The brief history of stilt house
Used since prehistoric times to raise houses and invest lake areas, piles have stood the test of time and allowed the birth of the most beautiful cities in the world, such as Venice and Amsterdam. An ideal solution for isolating habitat from wet soils and insects, pile has never been abandoned and has even been integrated into the architectural theory of Pierre Jeanneret and Le Corbusier. The pilings, which they describe as the first of the five points of modern architecture, create a clear space for traffic on the ground floor and eliminate dark and damp rooms.
Even today, these huge poles still support buildings all over the world. A raised house can be adapted to any type of terrain while limiting the footprint, the cost of earthworks and foundations, and the spread of moisture. It is therefore not surprising that this type of building is very widespread in Asian countries.
Dwellings on stilts are part of the traditional architecture of Laos, Indonesia, Cambodia and some provinces of China. Some ancient buildings have even been listed as UNESCO World Heritage Sites. This is the case of the Shinto Sanctuary of Itsukushima, Japan, which watches over the coasts of the sacred island of the same name. Particularly adapted to lake and mountain regions, stilt-house cottages are multiplying around the Baltic Sea, in Switzerland, France, Austria, and almost everywhere in the world.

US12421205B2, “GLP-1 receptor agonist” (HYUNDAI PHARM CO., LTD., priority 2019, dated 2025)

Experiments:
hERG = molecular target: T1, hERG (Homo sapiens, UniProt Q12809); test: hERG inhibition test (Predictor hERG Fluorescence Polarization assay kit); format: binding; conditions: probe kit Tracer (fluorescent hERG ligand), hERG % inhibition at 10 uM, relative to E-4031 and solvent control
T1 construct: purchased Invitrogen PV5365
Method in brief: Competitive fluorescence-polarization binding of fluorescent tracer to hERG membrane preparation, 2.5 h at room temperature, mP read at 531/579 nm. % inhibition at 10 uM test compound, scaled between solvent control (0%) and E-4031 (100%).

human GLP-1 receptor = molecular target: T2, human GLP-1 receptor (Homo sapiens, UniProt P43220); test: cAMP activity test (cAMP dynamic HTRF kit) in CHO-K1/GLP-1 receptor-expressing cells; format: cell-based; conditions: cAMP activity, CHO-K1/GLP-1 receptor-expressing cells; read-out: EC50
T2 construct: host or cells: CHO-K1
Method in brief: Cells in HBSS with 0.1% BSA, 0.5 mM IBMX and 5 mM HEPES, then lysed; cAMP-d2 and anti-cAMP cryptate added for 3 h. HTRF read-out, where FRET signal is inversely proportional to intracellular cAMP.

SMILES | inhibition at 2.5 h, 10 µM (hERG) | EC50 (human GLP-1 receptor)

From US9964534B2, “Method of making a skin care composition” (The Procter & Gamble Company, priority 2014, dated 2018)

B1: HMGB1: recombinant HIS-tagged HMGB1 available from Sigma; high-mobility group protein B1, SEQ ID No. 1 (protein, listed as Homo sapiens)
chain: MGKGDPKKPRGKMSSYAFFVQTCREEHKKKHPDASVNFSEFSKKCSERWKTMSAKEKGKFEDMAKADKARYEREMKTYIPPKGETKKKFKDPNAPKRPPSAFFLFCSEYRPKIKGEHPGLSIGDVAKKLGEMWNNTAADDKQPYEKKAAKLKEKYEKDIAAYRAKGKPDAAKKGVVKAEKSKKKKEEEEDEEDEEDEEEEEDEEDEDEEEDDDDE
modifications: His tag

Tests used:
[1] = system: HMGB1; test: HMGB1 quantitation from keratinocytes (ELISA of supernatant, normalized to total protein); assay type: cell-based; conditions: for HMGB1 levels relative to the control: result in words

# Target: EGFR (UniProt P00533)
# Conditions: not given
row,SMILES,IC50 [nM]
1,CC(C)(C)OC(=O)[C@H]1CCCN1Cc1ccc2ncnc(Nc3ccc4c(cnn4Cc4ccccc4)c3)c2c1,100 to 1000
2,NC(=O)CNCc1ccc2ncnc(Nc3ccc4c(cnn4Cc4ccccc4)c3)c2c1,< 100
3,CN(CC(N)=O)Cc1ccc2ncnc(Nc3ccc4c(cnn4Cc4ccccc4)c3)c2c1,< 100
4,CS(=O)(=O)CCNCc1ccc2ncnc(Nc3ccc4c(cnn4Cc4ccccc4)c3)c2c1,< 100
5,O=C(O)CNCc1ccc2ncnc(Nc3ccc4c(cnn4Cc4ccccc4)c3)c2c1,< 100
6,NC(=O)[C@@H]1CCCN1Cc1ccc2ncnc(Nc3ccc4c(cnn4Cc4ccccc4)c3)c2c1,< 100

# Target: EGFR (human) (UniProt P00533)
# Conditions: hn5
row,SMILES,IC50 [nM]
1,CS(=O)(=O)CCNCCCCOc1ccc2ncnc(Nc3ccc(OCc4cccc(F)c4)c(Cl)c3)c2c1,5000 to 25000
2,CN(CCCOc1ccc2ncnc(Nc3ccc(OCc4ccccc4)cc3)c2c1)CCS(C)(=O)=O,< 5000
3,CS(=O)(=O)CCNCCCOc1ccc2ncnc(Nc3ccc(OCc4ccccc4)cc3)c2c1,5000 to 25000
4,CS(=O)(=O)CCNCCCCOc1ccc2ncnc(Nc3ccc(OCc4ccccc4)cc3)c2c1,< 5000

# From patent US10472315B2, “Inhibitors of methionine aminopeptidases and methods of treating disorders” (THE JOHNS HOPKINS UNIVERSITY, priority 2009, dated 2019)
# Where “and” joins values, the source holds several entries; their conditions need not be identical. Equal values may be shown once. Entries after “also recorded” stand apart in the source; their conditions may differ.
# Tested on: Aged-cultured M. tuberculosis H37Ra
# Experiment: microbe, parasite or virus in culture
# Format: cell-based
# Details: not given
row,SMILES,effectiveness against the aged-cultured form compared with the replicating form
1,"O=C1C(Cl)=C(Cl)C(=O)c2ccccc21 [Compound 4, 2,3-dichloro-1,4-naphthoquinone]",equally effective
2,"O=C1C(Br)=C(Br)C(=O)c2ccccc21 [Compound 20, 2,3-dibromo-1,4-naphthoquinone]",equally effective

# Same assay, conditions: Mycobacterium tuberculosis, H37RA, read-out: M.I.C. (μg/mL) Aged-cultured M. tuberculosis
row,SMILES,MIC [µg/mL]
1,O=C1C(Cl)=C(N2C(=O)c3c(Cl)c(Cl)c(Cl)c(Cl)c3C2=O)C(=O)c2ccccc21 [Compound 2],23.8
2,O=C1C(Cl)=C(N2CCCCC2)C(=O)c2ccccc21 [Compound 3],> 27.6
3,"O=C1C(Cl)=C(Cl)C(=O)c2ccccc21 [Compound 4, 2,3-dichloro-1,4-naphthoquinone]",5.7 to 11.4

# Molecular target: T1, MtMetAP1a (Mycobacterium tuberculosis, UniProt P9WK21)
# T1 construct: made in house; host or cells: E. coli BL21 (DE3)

Lake, sea or mountain, everyone find its corner of paradise
If its first existence is purely practical, the house on stilts is now one of those unusual accommodations sought for holidays, from the modest fisherman hut to the luxury resort. On the shore of a lake, in the mountains or on the turquoise waters of Polynesia or Mauritius, the choice is great.
It is possible to find bungalows on stilts from 300 € per night in the heart of a blue lagoon in French Polynesia or in Maldives. However, it will be necessary to add a zero to this price to enjoy the standing of the most prestigious hotels in the tropics.
In Switzerland, you can sleep on the shores of Lake Neuchâtel, in one of the pavilions built by Lausanne architect Kurt Hofmann for the 2002 National Exhibition. In France, you will find huts on stilts on the banks of the Charente or in Burgundy, south of the Morvan Park. The night in a cabin perched on the shores of a French lake or pond costs about 100 €. In the heart of the forest or overlooking the ocean from the Californian cliffs of Big Sur, in northern Canada at Fogo Island... imagination is the only limit to your desire to escape on stilts.